Getting the lay of the land

If you are thinking about subdividing a property, it’s useful to review the steps you’ll need to take.

Whether you are thinking of carving off the back of a section to make two lots, or developing a lifestyle block or a site that could be a large multi-development subdivision, the process is similar – it’s just the scale that changes.


• A feasibility study provides a thorough report on the subdivision options for the site as well as any restrictions, issues or considerations that should be known about before proceeding
• A site investigation, including a geotechnical assessment
• A topographical survey, is required in most instances for subdivison/engineering design
• A Subdivision Scheme Plan is then prepared with input from a Licensed Cadastral Surveyor
• Civil Engineering design for earthworks and site access, including roading, footpaths, driveways.
• Infrastructure design for the provision of sewage, water supply, stormwater drainage, power and telecommunication services
• A subdivision consent is required for all types of subdivision and will include an Assessment of Environmental Effects
• Site works are then undertaken to form access, building platforms and to install infrastructure
• On completion of those works s.224c Certification is obtained from the Council
• The Land Transfer Survey can then be completed and new titles sought.

Derek Wood, principal surveyor at Envivo Engineering, Surveying & Planning, says, “Christchurch Council has made allowance for more infill subdivisions, particularly if an existing building has been condemned there’s more leeway to develop sites.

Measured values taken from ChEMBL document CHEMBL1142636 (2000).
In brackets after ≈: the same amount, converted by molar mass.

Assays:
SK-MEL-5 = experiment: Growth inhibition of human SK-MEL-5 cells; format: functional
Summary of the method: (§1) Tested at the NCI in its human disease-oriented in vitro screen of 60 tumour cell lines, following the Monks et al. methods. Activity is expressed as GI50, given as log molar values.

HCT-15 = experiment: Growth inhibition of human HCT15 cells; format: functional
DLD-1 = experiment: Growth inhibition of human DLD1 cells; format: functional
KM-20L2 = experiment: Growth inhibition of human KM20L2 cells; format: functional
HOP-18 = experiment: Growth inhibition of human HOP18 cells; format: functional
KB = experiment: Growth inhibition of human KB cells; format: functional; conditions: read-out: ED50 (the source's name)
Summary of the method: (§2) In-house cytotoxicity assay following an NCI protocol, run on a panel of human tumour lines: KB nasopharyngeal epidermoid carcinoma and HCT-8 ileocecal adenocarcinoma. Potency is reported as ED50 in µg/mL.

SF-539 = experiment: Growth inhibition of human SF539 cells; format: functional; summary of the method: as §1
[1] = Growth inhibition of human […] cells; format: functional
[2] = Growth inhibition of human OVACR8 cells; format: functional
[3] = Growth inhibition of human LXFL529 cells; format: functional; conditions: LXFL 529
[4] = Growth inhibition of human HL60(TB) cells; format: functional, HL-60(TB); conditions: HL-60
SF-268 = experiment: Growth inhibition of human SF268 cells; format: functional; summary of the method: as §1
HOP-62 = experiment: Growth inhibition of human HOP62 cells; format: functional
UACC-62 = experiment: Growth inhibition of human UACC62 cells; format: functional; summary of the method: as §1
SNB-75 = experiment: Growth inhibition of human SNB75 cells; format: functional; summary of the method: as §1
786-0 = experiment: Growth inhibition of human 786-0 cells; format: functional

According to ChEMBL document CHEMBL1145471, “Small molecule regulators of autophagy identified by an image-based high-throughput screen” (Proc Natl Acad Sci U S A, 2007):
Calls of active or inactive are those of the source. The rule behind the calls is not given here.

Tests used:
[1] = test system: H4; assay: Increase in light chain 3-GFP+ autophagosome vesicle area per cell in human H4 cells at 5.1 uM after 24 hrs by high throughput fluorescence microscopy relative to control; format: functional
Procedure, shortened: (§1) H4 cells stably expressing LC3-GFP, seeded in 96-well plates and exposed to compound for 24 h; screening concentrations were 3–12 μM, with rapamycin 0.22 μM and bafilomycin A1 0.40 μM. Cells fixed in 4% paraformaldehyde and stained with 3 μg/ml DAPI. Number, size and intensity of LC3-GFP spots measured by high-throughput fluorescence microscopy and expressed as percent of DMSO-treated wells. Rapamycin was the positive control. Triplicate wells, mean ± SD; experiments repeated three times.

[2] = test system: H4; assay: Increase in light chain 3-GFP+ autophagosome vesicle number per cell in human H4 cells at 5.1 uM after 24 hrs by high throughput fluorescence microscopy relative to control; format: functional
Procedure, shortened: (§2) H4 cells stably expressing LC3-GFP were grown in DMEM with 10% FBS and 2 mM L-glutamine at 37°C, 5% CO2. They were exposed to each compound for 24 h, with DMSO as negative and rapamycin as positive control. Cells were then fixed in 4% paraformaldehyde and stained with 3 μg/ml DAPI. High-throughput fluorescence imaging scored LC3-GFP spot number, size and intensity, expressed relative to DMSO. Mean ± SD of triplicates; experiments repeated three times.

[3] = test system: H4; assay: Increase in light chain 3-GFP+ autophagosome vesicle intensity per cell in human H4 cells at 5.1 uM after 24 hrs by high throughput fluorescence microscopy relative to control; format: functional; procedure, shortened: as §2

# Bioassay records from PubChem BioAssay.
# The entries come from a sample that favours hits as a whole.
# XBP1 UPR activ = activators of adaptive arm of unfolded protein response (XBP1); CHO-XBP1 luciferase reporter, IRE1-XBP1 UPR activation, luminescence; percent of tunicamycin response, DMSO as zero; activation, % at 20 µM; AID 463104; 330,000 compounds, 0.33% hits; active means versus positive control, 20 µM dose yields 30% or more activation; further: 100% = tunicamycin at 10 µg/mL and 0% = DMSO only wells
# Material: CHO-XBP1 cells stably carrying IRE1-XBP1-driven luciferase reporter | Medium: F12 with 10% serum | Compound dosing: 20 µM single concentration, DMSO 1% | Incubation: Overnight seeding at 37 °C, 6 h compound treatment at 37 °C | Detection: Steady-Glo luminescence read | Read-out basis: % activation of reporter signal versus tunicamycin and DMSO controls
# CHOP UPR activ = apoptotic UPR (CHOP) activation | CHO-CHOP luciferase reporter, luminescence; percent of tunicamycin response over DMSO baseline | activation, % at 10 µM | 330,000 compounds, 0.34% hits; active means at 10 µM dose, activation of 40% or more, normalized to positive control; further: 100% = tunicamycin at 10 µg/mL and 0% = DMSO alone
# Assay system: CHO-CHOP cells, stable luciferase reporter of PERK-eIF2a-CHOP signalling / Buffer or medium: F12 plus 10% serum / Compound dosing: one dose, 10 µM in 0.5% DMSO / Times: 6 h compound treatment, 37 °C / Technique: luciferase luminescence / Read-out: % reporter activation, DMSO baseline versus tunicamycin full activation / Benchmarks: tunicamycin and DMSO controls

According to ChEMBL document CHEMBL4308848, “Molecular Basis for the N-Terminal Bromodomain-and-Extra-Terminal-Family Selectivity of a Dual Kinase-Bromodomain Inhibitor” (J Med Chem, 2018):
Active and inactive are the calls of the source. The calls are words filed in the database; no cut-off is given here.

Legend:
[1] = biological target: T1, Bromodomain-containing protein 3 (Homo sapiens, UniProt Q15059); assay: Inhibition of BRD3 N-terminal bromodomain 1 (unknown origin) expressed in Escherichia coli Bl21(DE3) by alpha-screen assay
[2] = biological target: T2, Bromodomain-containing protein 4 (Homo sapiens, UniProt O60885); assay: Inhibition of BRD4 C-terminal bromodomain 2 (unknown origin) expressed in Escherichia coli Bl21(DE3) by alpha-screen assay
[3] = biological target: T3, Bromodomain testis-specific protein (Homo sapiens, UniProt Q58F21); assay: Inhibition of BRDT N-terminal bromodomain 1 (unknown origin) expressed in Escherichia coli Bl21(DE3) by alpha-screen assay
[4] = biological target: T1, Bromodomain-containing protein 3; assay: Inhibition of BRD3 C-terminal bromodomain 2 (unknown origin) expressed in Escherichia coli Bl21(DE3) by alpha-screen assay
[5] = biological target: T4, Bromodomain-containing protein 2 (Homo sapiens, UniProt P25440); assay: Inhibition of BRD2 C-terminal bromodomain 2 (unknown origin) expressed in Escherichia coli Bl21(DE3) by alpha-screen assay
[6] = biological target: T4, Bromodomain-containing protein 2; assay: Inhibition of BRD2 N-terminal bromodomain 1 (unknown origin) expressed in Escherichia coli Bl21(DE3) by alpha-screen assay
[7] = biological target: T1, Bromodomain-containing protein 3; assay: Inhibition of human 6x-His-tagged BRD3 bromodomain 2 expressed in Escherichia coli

“There are some good opportunities to look at sites in new ways – to maximise the developments and ensure that we make the most of each property.”

For first time developers it can be daunting to review all the steps that need to be taken in order to subdivide. The most frequently asked question is ‘how long will it take me to subdivide?’ – followed swiftly by ‘how much will it cost?’

The feasibility study enables Envivo to answer these difficult questions recognising that every site is unique.

Christchurch Council has a wealth of advice on their website with diagrams and tips on managing the subdivision process.

The Council requires regular monitoring is undertaken throughout the process to ensure that all works and services are carried out and installed to the Council’s Infrastructure Design Standard.

Derek adds, “One of the key factors that should be considered is availability of consultants. Find out contractors’ availability as that will have a huge impact on the speed a development gets underway – and ultimately how much it will cost.

“Our teams are very responsive and can be on-site quickly, it’s our point of difference. Plus we offer comprehensive experience; over the last 18-years we have carried out over 1,000 subdivisions, and over 4,000 topographical surveys.

“We can help you assess whether you can subdivide your property, guide you through each step of the process and manage it smoothly for you.”

Information provided courtesy of Envivo Ltd  |

Say something!